Donald Trump’s Rise Reflects America’s Decay
Looking on the bright side, perhaps this election can teach conservatives to look on the dark side. They need a talent for pessimism, recognizing the signs that whatever remains of American exceptionalism does not immunize this nation from decay, to …
Domestic Migration (Mostly) Explains a Generation of Partisan Changes
Let’s step back, as we approach the first presidential debate of the 2016 campaign, and look back to try to understand how voting patterns have changed over a generation, by comparing the 2012 presidential results with those of 1988 — keeping in …
Expanded Senate Map Forces Tough Spending Choices for GOP Groups
Two years ago, North Carolina’s house speaker, Thom Tillis, defeated incumbent senator Kay Hagan in the first $100 million Senate race in American political history. The race was emblematic of how much money has begun flowing into politics in the …
The Sad State of Republican Cronyism
The Hill reports that Republicans in Congress are fighting dirty to give the Democrats what they want: an Ex-Im Bank with full lending authority and even less accountability than before.
Earlier this summer, Rep. Charlie Dent (R-Pa.) and Graham attached …
No, Salon, Senate Republicans Aren’t the Ones Responsible for Delay in Zika Research
For what seems like the hundredth time, Senate Republicans are being falsely accused of playing politics with Zika-virus research funding. The latest culprit of peddling this claim? Daniel Denvir of Salon, who recently accused the New York Times — yes, …
Yes, the North Carolina Senate Race is in Play
About three weeks ago, Alexis wrote about why Republican senator Richard Burr, the chairman of the Senate Intelligence Committee, might become locked in an unexpectedly tight race in North Carolina.
Since then, that has happened, with Republicans pouring over $9 million …
Trump, Conservatives, and the ‘Principles’ Question
All Never Trump conservatives maintain that their decision to never vote for Donald Trump is guided by their principles. I have no doubt that this is true.
But some of them — though by no means all — seem to …
For Pro-Lifers, a Bad Omen for Their Future in the GOP
No one at this point in the 2016 presidential race offers pro-life voters much reason to cheer. The GOP platform speaks for them unequivocally, but it’s not on the ballot. The Republican nominee is, and he’s been wobbly on …
Where Does GOP Unity Stand after 2016?
Editor’s Note: The following article is adapted from one that originally appeared in the August 29, 2016, issue of National Review.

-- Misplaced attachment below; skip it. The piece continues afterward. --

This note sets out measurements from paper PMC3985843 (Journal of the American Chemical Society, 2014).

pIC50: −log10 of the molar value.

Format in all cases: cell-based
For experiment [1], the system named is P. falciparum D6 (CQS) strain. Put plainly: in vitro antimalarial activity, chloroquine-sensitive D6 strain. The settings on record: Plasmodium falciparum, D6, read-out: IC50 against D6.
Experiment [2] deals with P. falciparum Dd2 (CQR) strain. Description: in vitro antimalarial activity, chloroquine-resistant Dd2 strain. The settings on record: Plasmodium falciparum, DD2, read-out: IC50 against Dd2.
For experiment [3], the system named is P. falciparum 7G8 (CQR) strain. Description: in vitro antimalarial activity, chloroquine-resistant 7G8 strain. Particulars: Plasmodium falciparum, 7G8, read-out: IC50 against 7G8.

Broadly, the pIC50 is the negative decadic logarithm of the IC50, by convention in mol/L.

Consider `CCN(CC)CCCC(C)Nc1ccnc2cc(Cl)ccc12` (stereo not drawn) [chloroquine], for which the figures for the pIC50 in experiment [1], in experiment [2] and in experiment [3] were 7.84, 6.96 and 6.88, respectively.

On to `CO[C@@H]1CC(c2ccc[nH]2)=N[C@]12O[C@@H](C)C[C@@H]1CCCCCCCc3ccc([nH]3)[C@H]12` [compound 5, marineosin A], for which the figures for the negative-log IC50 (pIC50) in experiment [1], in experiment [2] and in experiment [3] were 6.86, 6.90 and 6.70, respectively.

Most people who work in Republican politics want Donald Trump to win but think he will lose. They hope that afterward …
At a glance, it would seem a lousy time to be a politician with ideas. Republican voters tossed aside thoughtful conservative candidates in favor of an entertainer with no particular governing philosophy, whose campaign is pitching a range of policies …
Trump’s Secret Weapon: The Conservative Agenda
Why is Donald J. Trump neck and neck with Hillary Clinton? For the most part, he is doing exactly what the Right would want and expect from a Republican nominee.
Left for dead just a month ago, Trump now bests …
In the High Plains, a Republican Worth Voting For
Aurora, Colo. — Here on the High Plains, where the deer and the antelope once played, Denver’s suburbs roam toward the Rockies’ front range and the nature of today’s polyglot politics is written in the local congressman’s campaign schedule. One …
Bush 41, in the Arms of HRC
My Impromptus today leads with the first President Bush — and his (reported) decision to vote for Hillary Clinton. I believe I can understand why he can’t support Donald Trump. I sketch it out, rather as William Safire used …
Is America Becoming the New Carthage?
‘Nothing is so powerful as a commonwealth in which laws are exactly observed,” Montesquieu wrote in an extended passage contrasting the strength of republican Rome with the degeneracy of Carthage. Rome, of course, was the most successful republic of the …
Scott Walker, the Davos Class, and the Rest of Us
There is a lot that is going to be said about this Claremont Review article, but these lines jumped out:
How have the last two decades worked out for you, personally? If you’re a member or fellow-traveler of the …
Phyllis Schlafly’s Death Is a Reminder That Conservatism Still Matters
Phyllis Schlafly died this week at the age of 92.
I had my disagreements with the legendary conservative activist, particularly of late. She died the day before publication of her last book: The Conservative Case for Trump. The title alone should …
2016: The Battle of the Secret Cabals
Anyone contemplating this year’s appalling presidential campaign may be tempted to explain what’s happening by applying the third rule of bureaucratic organizations, enunciated by the late poet and definitive scholar of Soviet terrorism Robert Conquest.
“The behavior of …
The GOP Sure Doesn’t Seem to Have Been Trumpified
If the GOP is being “Trumpified,” it’s certainly happening in a peculiar way. Here are last night’s results from Florida, courtesy of our friends over at DecisionDeskHQ:
Marco Rubio 72.3%
Carlos Beruff 18.5%
Dwight Young 6.1%
Ernie Rivera 3.1%
Carlos Beruff, in case you …
In Florida’s First District, a Millennial Republican Hopes to Shake Up Congress
As Republicans attempt to appeal to young Americans and females, why not try this? Send a Millennial woman to Congress.
Rebekah Johansen Bydlak fits that demographic bill — and more. As a passionate activist for limited government, she would become …
The GOP’s Deluded Nationalists
During Paul Ryan’s recent primary, he was attacked as a “globalist.” That term might have some polemical value, but it is misleading as to Paul Ryan and some other key Republican leaders who basically agree with him. Paul Ryan …